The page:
I have been asking many questions about the SSE4.2 and AVX compiler optimization; here is my paraphrase of some answers:
Q. why doesn't SSE4.2 optimization make a difference to the compilers? 1. versioning for vector alignment background: Intel CPUs exhibit reduced store latency when parallel stores are 16-byte aligned. Intel and gnu compilers peel up to 3 initial loop iterations into a scalar loop, in order to use parallel aligned stores, such as movaps. Sun compilers don't perform this alignment; they use only 64-bit stores, in case there may be misalignment. This may work better for short vectorizable loops of unknown alignment. In addition, Intel CPUs prior to SSE4.2 performed so much better with aligned loads that it was worth while to make 2 versions of vector code in loops with at most 3 operands, so as to optimize the case where all operands are consistently aligned, but also handle the case of differing alignment. Only the Intel compilers generate this additional version of a loop. Presentations about SSE4.2 architecture point out that it would be preferable to make only a single version. The gnu compiler choices to avoid performance problems with unaligned vectorized loads are splitting into 64-bit loads (the default, not good for recent CPUs), or the use of movaps and the like in spite of misalignment (-march=barcelona), so as to optimize for the named CPU and (with -msse4) for sse4.2. Q. Why doesn't Intel SSE4.2 suppress the unnecessary versioning? A. AVX would restore the importance of this versioning. Don't want to break future optimizations. Q. Why are there 2 versions, with additional scalar iterations for alignment, even when the code in the 2 versions is identical? A. Compiler can't predict when the 2 versions will be identical at the time when the decision is finalized to make 2 versions. Q. Why are there 2 versions, even for some cases of 2 operands, where the alignment adjustment assures that 1 of those versions is never executed? A. It's a rare case, with no known performance impact, in the recent compilers which pick the correct version at run time.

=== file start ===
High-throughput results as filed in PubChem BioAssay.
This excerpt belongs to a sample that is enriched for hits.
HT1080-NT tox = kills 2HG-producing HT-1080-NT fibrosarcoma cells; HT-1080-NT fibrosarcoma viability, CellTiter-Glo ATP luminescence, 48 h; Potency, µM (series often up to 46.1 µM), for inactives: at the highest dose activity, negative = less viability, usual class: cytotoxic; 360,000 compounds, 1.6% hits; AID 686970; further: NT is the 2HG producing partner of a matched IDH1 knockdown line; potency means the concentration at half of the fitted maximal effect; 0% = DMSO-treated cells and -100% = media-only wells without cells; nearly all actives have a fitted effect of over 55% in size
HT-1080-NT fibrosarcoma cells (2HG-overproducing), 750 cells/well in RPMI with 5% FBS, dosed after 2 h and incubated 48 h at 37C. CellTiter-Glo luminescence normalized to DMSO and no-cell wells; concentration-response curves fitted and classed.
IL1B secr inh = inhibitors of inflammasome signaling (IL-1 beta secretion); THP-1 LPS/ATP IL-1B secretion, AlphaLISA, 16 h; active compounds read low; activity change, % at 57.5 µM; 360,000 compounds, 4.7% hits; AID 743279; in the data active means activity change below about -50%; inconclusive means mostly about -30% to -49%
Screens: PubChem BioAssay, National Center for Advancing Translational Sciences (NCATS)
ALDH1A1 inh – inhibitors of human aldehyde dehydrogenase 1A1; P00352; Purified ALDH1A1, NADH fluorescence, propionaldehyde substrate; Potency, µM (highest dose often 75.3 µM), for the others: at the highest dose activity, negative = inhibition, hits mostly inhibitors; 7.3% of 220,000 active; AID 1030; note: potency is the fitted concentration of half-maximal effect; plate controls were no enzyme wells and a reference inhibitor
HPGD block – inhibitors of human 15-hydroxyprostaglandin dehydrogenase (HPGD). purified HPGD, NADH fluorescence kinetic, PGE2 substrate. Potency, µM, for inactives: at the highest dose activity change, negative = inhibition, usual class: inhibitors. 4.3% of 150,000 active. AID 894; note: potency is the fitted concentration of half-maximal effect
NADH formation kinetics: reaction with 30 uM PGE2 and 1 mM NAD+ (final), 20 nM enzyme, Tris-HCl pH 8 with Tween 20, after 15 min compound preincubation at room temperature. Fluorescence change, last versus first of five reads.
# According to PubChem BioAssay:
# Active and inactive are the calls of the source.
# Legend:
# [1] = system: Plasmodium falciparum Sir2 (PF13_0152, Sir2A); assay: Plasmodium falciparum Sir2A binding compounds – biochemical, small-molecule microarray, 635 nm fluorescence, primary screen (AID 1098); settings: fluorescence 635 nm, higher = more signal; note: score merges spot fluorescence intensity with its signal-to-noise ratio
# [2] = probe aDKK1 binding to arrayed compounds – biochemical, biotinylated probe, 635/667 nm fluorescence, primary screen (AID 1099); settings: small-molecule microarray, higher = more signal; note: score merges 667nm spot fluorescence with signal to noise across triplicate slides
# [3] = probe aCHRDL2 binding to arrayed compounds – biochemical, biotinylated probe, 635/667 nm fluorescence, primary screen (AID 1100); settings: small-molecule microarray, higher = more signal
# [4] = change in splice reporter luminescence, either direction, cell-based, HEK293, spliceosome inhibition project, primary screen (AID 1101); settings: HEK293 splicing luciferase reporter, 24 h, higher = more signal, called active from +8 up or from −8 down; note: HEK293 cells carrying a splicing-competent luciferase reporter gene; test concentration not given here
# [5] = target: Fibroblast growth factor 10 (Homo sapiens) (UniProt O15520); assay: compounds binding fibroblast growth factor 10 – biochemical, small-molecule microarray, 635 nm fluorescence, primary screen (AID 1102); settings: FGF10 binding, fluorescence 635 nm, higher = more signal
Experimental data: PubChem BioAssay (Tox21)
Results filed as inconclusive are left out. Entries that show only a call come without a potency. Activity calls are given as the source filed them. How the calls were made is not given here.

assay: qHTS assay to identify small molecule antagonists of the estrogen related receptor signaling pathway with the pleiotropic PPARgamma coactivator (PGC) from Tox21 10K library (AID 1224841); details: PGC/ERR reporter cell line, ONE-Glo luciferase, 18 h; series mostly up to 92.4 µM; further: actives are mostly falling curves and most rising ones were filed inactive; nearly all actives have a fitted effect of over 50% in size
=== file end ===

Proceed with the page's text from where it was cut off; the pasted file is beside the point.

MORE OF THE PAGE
2. optimizations specific to Intel -xSSSE3 may not be desirable in -xSSE4.2 Q. Use of palignr to avoid fetching data multiple times with varying alignments slows loop startup, and may show no advantage on SSE4.2. SSE4.2 code doesn't run on the CPUs which benefit from this "optimization;" how can this complicated code generation be avoided? A. In practice, production code for SSE4.2 processors is usually built with SSE2 or SSE3 optimization. For AVX, when we make a multiple architecture compilation, we will allow the current "Intel microarchitecture code-named Nehalem" CPUs to run the SSE2 (-axAVX) or SSE3 (-axAVX -mSSE3) code. Future compilers should have performance heuristics to decide when there is value in producing vectorized versions for both requested architectures. It's probably not worth while to include SSSE3 or sse4 versions when there are already 2 architecture versions.
3. Intel compilers ignore many opportunities for scalar replacement in loop-carried recursion, e.g. do j= 2,n bb(i,j)= bb(i,j-1)+array(k)*cc(i,j) k= k+1 enddo Reading the last stored value (presumably by a store-forward bypass on the memory buss) introduces a significant delay, compared against avoidance of reload by scalar replacement optimization, on SSE4.2 CPUs, as well as non-Intel CPUs. This may prevent any performance gain for SSE4.2 CPUs over older ones. Q. How do we know when we must dictate scalar replacement with a local temporary in source code? A. Look for loops which perform better with Sun or gnu compiler than with Intel, or find hot spots with a profiler, and look for latencies associated with reload. When Microsoft compilers don't perform such optimizations automatically, source code tuning is expected.